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[Mouse Mod] Got the gear, how to best use it?

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Re: [Mouse Mod] Got the gear, how to best use it?

Postby Chief Blur Buster » 31 Aug 2017, 11:27

sharknice wrote:It seems like reviewing the videos could be automated pretty easily. I wonder if there is any free software out there to do it. If there isn't it doesn't seem like it would be too hard to make.

We discussed this. We're considering automated video analysis methods.

I have enough skills to script the analysis in ffmpeg or Avisynth, and Jorimt was the one who was doing the testing. The problem is we have so many projects but not enough time to create the automated video analysis tool.

Hey, since it's so simple, maybe we all can make this a crowdsourced effort?

Simple script for ffmpeg/Avisynth or some other video processing utility.

Simple frame differential detectors make very _easy_ graphing. Basically add all pixels together (SUM(luma of all pixels)), then graph the delta of those values from adjacent frames along a graph axis. There will be a big bump (pulse) on the LED-ON event, and another big bump (pulse) on the screen-reaction event. The time between the graph pulses is the milliseconds. Run a threshold-detecting Excel script on the pulses, and viola -- automatic input lag measurement.

Should be easy with some kind of homebrew ffmpeg or Avisynth script of some kind.

The pseudocode is:

Code: Select all
// PSEUDO CODE: Please port accordingly.
// Output a CSV graph to detect sudden frame changes & scene changes in a video
// ALGORITHM CREDIT: Mark Rejhon of Blur Busters
// LICENSE: CC-by-SA 3.0

int frameCount = GetNumberOfFramesOfVideo();
int vertRes = GetVerticalResolutionOfVideo();
int horizRes = GetHorizontalResolutionOfVideo();

// An array of all pixels of all video frames. 
// Normally we'd load one frame at a time, but this is just psuedocode. :-)
uint[,,] = videoPixels[frameCount, vertRes, horizRes];
uint[] = frameTotalLuma[frameCount];

// Loop to compute all frame differentials
for (uint frameNum = 0; frameNum < frameCount; frameNum++) {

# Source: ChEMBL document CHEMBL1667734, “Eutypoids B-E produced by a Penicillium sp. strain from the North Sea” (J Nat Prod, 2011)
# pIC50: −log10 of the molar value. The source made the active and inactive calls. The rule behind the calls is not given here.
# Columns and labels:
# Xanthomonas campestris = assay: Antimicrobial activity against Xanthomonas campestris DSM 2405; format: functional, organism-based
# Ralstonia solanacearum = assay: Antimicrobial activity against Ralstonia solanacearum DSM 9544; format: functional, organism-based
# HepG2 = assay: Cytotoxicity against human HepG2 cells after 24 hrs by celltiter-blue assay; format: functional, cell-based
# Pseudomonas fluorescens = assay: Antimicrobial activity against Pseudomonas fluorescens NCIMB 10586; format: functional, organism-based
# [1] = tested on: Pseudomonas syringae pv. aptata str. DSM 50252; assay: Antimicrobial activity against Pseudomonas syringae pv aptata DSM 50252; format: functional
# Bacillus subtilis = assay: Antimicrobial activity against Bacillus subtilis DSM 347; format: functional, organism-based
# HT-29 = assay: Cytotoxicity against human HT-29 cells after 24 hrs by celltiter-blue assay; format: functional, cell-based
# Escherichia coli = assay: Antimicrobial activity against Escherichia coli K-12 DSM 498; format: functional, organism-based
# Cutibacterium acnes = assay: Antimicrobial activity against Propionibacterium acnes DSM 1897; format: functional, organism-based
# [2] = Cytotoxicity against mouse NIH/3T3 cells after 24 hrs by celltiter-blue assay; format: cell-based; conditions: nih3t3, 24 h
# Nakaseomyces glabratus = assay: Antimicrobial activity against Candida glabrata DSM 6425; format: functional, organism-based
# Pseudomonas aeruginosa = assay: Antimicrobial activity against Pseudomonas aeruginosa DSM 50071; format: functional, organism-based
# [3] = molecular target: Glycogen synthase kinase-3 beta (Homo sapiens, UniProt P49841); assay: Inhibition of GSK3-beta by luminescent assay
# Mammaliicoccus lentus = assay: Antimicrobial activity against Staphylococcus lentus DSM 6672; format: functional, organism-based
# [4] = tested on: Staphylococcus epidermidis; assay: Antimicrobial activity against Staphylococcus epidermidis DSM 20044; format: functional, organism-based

// Add together brightness of all pixels in one video frame
   int total = 0
   for (uint x = 0; x < horizRes; x++) {
      foreach (uint y = 0; y < vertRes; y++) {
         total += GetBrightnessOfPixel(videoPixels[frameNum][x][y]);
   frameTotalLuma[frameNum] = total;

// Now rerun loop to output a differential CSV file to allow graphing
for (uint frameNum = 1; frameNum < frameCount; frameNum++)
   int frameDifferential = frameTotalLuma(frameNum - 1) - frameTotalLuma(frameNum);

// Now load into an Excel or Google Sheets graph.
// Time in long axis (1ms per CSV row for 1000fps camera video), and CSV value in tall axis.
// First curve peak is LED on, second curve peak is screen reaction
// A macro can easily detect these peaks and automatically compute lag.

Noise in picture doesn't matter, it generally averages out. The video-change signal (peaks) will far exceed video noise.

Assuming mouse button press is done offscreen and you point video only to LED + screen (no other video activity) -- the peaks will be extremely umabiguously clear; this automation works for single video clips (one attempt) but not on multiple

I worked on home theater video processors and designed the algorithm for the world's first open-source 3:2 pulldown detector more than 15 years ago (Year 2000 from Internet Archive; has my full name!) back in the days of Pentium 233 MMX days, so I'm familiar with simple frame-differential detectors. This was the day when expensive Faroudja line doubled reigned the day, and hobbyists finally wrote something open source that worked with real-time deinterlacing on Hauppauge TV cards -- in 2001 it was the first time computers became fast enough to convert movies in 480i nearly flawlessly into 480p in real time in a software algorithm (MMX assembly loop) from a capture card -- turning an ordinary PC into a replacement for a $5000+ Faroudja line doubler.

But today, with Avisynth, ffmpeg, the job is so much easier, this type of processing is sort of child's play for someone with sufficient time.

Feel free to port my psuedocode into an Avisynth or ffdshow script, and post here, I've posted the algorithm to me in CC-by-SA 3.0.
We were going to do this ourselves, and to help Blur Busters automate future video tests quicker.

[If you're a reviewer of another site or even competitor, and decide to use this algorithm, please link & credit Blur Busters as credit for piggybacking off a surprisingly simple, highly-scriptable algorithm. Very much appreciated!]
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